To provide high-quality anesthesia care, a clinician must account for the patient’s full health history and current medical condition. Oftentimes, patients undergoing surgery have extensive chronic or acute health problems that interfere with their cardiovascular, respiratory, renal, hepatic or circulatory systems.1 These issues make anesthesia administration complex and can lead to life-threatening perioperative anesthesia-related complications.2 In patients with neurologic disorders, anesthesia-related cerebral alterations can be dangerous and have long-term effects on health.3 Thus, the anesthesia provider should be familiar with the types of different neurologic diseases, the implications for anesthesiology and recommendations for care.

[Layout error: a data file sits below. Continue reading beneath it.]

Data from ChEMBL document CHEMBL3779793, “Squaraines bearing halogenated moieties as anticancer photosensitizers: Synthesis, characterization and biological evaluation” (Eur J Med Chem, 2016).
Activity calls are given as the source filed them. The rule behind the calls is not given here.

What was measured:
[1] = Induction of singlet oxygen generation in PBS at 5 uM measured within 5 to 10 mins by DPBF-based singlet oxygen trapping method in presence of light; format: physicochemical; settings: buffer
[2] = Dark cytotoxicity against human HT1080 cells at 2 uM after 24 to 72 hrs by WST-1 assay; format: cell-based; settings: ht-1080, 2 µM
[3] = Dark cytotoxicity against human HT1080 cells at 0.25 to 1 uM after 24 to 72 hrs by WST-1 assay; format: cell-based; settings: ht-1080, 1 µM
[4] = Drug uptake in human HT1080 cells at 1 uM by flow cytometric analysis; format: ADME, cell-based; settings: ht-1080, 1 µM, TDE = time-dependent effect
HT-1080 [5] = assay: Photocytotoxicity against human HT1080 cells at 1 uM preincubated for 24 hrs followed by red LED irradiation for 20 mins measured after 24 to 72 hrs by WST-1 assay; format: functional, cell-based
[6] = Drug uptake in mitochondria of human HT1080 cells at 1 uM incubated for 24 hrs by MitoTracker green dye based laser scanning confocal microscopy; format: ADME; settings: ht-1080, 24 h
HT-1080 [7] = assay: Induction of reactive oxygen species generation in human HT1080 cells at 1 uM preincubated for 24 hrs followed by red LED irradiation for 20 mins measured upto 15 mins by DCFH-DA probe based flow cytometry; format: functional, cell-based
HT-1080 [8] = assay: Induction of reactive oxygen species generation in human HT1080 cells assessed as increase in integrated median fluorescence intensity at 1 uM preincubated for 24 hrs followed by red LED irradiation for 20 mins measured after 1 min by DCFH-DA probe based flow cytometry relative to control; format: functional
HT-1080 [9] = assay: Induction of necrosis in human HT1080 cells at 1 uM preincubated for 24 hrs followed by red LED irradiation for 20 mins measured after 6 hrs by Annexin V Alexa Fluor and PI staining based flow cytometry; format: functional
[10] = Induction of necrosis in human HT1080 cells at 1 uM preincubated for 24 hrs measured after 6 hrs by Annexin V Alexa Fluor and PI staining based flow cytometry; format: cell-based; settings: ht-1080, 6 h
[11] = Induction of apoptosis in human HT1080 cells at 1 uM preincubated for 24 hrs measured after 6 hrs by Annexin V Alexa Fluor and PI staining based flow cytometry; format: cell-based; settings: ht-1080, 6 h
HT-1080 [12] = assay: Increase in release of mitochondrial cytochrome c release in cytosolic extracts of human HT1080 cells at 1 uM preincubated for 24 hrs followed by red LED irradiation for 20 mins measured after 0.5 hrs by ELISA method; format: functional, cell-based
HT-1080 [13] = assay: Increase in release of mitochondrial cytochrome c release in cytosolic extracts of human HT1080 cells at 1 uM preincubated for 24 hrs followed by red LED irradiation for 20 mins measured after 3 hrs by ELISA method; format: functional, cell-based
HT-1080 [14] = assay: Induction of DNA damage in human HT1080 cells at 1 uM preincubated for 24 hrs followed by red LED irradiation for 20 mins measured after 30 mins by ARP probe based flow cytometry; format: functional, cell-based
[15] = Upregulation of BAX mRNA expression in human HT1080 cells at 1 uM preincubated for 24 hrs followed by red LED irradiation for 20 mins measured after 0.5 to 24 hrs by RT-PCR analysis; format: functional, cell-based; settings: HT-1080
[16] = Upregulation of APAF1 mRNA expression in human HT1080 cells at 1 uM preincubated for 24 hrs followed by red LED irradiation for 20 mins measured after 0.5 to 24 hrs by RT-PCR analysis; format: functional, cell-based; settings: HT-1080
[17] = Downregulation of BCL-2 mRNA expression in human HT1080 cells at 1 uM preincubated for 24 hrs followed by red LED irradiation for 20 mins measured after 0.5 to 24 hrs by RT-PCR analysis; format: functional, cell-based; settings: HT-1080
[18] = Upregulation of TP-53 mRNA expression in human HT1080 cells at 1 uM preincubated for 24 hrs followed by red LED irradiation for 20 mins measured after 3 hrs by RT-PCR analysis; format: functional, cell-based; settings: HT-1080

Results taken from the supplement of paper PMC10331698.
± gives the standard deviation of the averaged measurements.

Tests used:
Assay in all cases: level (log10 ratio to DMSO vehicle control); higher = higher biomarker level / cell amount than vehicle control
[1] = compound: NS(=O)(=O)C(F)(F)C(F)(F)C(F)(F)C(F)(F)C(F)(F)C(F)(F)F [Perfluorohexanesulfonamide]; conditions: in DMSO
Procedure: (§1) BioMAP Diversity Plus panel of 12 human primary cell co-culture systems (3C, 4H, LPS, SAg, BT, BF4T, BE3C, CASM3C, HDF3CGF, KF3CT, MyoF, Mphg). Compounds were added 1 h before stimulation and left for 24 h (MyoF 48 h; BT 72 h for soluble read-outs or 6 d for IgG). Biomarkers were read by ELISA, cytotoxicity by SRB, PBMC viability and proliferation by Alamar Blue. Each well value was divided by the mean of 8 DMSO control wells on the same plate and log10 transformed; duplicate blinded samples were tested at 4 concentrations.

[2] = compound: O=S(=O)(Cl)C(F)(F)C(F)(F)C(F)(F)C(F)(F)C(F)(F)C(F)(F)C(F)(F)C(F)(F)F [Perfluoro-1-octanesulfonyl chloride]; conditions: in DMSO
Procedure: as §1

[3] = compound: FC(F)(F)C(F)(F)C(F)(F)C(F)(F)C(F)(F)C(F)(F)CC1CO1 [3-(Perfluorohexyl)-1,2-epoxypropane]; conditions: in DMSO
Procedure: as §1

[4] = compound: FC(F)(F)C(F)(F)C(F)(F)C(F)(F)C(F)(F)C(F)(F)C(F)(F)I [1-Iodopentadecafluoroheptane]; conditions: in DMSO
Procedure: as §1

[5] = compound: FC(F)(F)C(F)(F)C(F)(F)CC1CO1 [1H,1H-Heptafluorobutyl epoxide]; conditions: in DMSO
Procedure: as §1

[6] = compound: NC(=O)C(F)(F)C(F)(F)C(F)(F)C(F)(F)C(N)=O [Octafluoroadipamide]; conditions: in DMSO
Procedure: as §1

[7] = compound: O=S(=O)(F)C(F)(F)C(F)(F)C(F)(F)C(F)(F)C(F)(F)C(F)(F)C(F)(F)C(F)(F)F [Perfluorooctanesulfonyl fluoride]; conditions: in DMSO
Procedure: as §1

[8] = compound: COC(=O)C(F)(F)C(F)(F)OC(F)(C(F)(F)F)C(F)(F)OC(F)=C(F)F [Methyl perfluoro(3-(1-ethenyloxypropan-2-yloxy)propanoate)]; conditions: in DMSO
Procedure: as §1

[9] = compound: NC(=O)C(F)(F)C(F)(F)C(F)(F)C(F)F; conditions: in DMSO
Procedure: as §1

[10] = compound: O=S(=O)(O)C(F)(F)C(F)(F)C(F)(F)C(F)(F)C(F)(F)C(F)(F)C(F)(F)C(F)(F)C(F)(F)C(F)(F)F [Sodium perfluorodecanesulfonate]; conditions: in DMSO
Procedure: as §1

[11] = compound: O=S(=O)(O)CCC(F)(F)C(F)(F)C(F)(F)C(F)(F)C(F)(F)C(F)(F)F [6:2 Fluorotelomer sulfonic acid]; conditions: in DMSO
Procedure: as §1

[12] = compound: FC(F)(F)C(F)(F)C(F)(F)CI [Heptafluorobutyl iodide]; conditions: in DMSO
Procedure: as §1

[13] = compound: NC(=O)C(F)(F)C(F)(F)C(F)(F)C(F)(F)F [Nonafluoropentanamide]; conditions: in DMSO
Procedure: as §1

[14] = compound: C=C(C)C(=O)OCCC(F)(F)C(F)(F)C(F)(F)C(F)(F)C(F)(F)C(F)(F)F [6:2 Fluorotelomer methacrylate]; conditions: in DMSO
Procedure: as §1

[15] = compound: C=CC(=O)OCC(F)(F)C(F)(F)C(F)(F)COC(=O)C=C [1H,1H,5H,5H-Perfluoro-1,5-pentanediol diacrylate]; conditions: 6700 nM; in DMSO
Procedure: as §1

Anesthesia providers must understand the pathophysiology of neurologic disorders and the medications used to treat them in order to prevent and evaluate adverse intraoperative events.4 Neurologic diseases include seizure disorders, Parkinson’s disease, Alzheimer’s disease, cerebrovascular disease, delirium, myasthenia gravis, multiple sclerosis, amyotrophic lateral sclerosis, traumatic brain injury, spinal cord injury and Guillain-Barré syndrome.4 Patients with neurologic disorders may be particularly vulnerable to side effects and complications of anesthesia, and anesthesia providers may need to take extra precautions due to disease-related symptoms.5 For example, patients with Parkinson’s disease have decreased respiratory function, swallowing impairment and cognitive impairment.4 If any patient is diagnosed with such a disorder before surgery, the anesthesia provider should have thorough knowledge of the disease and its management.